Washington Bullets' owner Abe Pollin said yesterday he hopes to re-sign center Moses Malone, due to become a free agent at the end of this season.

"We negotiated with Moses and his agent all summer and we're negotiating now," Pollin said yesterday during a luncheon with editors and reporters at The Washington Post. "I would prefer to sign him. I want him to stay. I would like him to stay. He's got some years left."

Pollin said the number of years in a contract extension is one of the stumbling blocks in the talks between the Bullets and representatives for Malone, a 12-year all-star. Malone, 32, said earlier this season that he would be looking for a contract covering the next three or four seasons.

Currently sidelined with a chipped bone in his left wrist, he did not travel to Atlanta with the team for tonight's game against the Hawks at the Omni (WDCA-TV-20, 7:30 p.m.). The Bullets will be trying to halt a number of negative trends.

A victory would be their first against Dominique Wilkins, Glenn Rivers, et al. in nine games. It would also break a four-game road losing streak and help turn around a stretch in which Washington has lost five of its last six games.

Currently 2 1/2 games out of the eighth and last Eastern Conference playoff berth, it would appear that any chase for postseason play will have to be generated by the current members of the team. With the NBA trading deadline less than two weeks away, there are few indications the Bullets are close to any deals.

"In a situation like this you're always looking to help the team, but making a move just to make one doesn't interest me," said Coach Wes Unseld.

In assessing their team, Unseld and assistant Bill Blair have admitted the play of their point guards has concerned them the most. However, Unseld said that he's not aware of the Bullets being interested in any of the players currently being shopped around the league.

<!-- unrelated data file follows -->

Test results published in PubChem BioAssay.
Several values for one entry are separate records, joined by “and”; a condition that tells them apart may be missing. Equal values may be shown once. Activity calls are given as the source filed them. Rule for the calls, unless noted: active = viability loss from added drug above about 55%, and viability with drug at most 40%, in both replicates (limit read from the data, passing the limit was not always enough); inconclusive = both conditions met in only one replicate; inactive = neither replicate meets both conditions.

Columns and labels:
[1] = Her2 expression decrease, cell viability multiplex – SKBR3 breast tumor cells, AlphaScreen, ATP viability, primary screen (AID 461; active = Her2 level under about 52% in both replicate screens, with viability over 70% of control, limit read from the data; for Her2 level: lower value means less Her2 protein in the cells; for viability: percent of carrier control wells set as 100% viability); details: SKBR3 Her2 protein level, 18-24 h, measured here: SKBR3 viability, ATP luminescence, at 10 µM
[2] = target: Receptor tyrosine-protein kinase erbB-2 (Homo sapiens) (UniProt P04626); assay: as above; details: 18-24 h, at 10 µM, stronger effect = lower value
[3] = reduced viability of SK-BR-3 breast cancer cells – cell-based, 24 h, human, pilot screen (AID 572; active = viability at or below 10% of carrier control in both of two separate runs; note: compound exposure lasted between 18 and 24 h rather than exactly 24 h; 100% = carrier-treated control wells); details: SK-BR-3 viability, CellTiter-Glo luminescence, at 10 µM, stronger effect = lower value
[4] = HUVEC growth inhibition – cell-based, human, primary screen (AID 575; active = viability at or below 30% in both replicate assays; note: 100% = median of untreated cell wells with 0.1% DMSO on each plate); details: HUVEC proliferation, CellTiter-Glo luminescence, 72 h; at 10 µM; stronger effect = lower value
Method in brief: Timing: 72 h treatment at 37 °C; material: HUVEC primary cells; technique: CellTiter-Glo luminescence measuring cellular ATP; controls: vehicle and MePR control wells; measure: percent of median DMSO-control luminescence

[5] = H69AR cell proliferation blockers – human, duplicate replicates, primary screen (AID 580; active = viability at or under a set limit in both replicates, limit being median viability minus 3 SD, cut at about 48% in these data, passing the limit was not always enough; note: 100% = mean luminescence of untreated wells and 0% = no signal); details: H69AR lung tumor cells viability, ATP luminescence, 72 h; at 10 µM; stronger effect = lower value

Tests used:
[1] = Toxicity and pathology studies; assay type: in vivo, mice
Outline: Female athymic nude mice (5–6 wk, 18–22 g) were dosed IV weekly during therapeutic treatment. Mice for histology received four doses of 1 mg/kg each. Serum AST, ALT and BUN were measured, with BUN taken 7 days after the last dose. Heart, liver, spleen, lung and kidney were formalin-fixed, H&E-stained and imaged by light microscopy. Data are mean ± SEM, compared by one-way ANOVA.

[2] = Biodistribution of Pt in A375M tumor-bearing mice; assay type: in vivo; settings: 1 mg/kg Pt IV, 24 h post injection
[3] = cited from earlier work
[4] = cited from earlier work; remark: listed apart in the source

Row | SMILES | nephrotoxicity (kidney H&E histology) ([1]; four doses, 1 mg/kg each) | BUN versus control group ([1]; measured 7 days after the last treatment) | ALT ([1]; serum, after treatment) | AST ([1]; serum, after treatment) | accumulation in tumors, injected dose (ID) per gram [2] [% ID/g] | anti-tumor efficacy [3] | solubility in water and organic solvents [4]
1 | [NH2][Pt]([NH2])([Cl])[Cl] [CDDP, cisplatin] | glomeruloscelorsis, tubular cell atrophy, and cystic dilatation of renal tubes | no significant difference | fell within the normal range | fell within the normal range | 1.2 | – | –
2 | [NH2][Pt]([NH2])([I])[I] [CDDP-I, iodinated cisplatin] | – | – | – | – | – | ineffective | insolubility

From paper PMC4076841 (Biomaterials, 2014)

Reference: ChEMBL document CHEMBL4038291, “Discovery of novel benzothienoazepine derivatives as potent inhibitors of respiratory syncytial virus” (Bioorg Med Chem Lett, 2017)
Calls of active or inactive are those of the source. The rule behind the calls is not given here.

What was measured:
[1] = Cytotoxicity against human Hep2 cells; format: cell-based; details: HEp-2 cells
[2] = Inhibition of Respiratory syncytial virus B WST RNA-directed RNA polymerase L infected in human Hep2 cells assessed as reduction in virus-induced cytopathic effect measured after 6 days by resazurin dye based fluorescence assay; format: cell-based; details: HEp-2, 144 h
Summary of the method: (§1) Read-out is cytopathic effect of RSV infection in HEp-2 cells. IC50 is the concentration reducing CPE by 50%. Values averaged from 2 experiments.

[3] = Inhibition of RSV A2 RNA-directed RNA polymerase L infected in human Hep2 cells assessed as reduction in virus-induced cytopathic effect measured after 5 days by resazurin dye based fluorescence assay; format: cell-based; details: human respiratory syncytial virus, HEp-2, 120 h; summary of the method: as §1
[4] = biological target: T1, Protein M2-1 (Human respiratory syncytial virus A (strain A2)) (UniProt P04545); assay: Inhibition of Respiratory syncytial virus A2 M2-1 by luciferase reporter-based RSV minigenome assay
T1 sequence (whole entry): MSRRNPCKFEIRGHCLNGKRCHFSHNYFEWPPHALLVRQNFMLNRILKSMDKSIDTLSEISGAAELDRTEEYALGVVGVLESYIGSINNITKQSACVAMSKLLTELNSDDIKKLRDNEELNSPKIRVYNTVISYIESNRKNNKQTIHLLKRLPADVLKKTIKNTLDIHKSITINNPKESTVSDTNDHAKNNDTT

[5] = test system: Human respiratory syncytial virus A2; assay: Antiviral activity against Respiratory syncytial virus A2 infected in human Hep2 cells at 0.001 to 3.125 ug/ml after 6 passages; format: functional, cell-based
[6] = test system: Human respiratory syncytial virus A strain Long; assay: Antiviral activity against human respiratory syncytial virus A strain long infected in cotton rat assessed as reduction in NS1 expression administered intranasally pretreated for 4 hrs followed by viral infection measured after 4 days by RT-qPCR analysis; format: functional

"I haven't heard anything about it at all," he said. "I won't speculate on what-ifs. If something solid comes, then I'll consider it.

"I'm not going to speculate about a guy being traded and then you go out and ask him to bust his butt for you later that night. I think it's unfair to the players you've got playing for you. On the other side, though, if something comes along that can help you, you've got to think about it."

General Manager Bob Ferry recently has been spending most of his time on the road scouting college players for the draft. During his luncheon yesterday, Pollin said that he has "faith" in his general manager and defended his own policy in recent years of making deals to ensure a playoff-quality team, even at the possible cost of continuity and cohesion.

"That's definitely a consideration," Pollin said. "But I don't like to lose. I told Ferry that I'm tired of finishing in the middle of the pack. I don't want to hit the bottom just to get a {high} No. 1 draft pick."

After the Bullets' last game, a 118-102 loss to Cleveland on Wednesday, Unseld said part of the reason the Bullets have lost each of the four closely contested games to the Cavaliers was because, although the Cavaliers are younger than the Bullets, "they've got guys who have played together for two years. We can't say that.

"I think we have to look back and assess our position and then make a decision {about making still more deals or standing pat}. We have to look at where we are, where we're going and what we want to do."